Power In The Kite Runner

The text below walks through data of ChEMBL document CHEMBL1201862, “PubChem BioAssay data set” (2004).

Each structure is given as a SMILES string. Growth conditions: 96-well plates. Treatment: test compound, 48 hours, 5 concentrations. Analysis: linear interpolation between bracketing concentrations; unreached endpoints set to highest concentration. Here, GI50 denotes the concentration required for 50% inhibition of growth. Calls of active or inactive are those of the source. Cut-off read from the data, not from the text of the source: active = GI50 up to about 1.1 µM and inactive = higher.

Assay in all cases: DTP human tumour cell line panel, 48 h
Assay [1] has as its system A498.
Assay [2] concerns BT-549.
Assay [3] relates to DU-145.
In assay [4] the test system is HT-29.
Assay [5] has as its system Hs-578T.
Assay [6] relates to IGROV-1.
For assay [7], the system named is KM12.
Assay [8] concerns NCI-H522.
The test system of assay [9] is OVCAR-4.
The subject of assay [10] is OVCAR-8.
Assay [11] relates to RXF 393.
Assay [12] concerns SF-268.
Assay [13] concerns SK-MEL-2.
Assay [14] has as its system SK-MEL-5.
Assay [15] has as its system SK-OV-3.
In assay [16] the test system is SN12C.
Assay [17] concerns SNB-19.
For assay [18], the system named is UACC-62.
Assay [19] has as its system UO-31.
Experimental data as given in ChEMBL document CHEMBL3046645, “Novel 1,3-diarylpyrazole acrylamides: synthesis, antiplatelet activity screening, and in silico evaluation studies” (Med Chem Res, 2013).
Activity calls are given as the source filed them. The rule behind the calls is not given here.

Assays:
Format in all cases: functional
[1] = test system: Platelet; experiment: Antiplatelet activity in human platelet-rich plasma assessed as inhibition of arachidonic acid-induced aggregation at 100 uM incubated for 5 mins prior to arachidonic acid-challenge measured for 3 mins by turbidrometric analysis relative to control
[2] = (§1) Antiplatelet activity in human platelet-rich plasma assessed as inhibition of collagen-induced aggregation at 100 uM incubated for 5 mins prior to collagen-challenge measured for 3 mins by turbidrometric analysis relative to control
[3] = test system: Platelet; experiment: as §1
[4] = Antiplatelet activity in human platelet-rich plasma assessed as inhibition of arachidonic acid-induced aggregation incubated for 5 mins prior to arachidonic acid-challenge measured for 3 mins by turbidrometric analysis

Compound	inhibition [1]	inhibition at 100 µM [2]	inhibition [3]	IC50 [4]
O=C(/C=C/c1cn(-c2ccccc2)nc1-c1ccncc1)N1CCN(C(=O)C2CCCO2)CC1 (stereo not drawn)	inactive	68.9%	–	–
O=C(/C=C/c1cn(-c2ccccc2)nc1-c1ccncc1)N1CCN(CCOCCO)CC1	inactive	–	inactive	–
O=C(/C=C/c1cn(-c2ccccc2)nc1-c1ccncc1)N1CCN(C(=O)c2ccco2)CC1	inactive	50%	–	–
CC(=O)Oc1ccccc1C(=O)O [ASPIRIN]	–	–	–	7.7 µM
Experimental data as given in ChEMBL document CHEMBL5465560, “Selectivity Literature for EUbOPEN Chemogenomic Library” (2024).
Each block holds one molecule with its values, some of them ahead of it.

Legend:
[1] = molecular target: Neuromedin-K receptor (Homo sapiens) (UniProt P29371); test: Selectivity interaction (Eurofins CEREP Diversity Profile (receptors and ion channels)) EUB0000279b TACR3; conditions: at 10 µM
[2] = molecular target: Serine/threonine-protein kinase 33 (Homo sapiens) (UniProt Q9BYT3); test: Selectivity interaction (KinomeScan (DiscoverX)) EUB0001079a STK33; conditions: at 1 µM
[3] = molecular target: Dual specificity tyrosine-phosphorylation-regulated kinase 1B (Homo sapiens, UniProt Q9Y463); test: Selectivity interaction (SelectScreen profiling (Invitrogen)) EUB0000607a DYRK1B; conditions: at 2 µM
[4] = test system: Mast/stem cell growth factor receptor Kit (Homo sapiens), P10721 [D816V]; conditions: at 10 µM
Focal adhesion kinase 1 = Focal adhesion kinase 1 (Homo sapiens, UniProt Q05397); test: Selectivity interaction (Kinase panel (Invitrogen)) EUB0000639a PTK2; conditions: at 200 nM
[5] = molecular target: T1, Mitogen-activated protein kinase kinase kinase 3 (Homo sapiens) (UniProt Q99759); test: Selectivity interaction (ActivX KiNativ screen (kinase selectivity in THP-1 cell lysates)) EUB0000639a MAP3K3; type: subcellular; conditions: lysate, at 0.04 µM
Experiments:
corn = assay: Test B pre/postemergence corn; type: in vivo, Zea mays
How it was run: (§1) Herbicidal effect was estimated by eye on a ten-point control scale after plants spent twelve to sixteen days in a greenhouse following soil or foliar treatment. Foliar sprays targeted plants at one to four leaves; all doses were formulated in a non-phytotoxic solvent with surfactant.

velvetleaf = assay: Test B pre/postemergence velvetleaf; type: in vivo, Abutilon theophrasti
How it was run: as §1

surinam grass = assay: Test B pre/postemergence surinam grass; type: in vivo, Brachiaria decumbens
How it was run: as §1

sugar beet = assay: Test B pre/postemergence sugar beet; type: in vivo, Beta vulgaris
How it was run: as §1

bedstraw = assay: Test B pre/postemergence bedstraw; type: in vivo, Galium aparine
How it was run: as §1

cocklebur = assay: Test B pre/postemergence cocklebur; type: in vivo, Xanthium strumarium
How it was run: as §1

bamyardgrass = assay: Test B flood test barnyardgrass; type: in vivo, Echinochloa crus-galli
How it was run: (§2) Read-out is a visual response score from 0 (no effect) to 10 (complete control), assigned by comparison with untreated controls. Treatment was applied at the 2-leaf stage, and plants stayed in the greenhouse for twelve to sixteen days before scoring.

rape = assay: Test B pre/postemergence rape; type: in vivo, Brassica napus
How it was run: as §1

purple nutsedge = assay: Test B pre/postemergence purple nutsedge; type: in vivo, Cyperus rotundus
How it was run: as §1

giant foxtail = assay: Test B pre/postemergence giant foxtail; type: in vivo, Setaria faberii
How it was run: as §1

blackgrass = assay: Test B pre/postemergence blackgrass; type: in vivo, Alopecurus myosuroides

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Leveling the Scales: The Kite Runner and the Abuse of Power Power abuse is typically associated with corruption in the government or dictatorships. It is not commonly attributed to people on an everyday scale, and especially not to children. Yet, the abuse of power can be present in many different situations, most of which stem from the same root issues. Khaled Hosseini’s The Kite Runner illustrates how the abuse of power originates when people have felt insecurity and a lack of power in their own lives, and it can happen on many different scales, shown through Amir, Assef, and the Taliban. Throughout the whole book, Amir has been vying for love from his father, often against Hassan, and feels powerless when he does not get it; this causes him to attempt to assert power in other aspects of his life, usually over Hassan. Amir feels as if Baba does not love him, and feels powerless to fix it; he says, “I always felt like Baba hated me a little, And why not? After all, I had killed his beloved wife, his beautiful princess, hadn’t I? The least I could have done was to have the decency to have turned out a little more like him. But I hadn’t turned out like him. Not at all” (Hosseini 19). He believes there is nothing he can do to make his father love him; after all, he cannot change the past, and he cannot change himself substantially. This feeling of powerlessness affects him in such a way that he feels the need to compensate for this loss of power elsewhere in his life. He would exploit the kindness and forgiveness Hassan always showed him, and would try and prove his superiority and worth in that relationship. Amir once asked if Hassan would eat dirt if he asked him to, and afterwards said, “I knew I was being cruel, like when I’d taunt him if he didn’t know some big word. But there was something fascinating--albeit in a sick way--about teasing Hassan. Kind of like when we used to play insect torture. Except now he was the ant and I was holding the magnifying glass,” (Hosseini 54). Amir is filling the power gap he feels in his life with power over Hassan, and is trying to show Hassan how much control he has over him. Hassan, Amir’s servant and a genuinely kind person, is in a vulnerable position against Amir,
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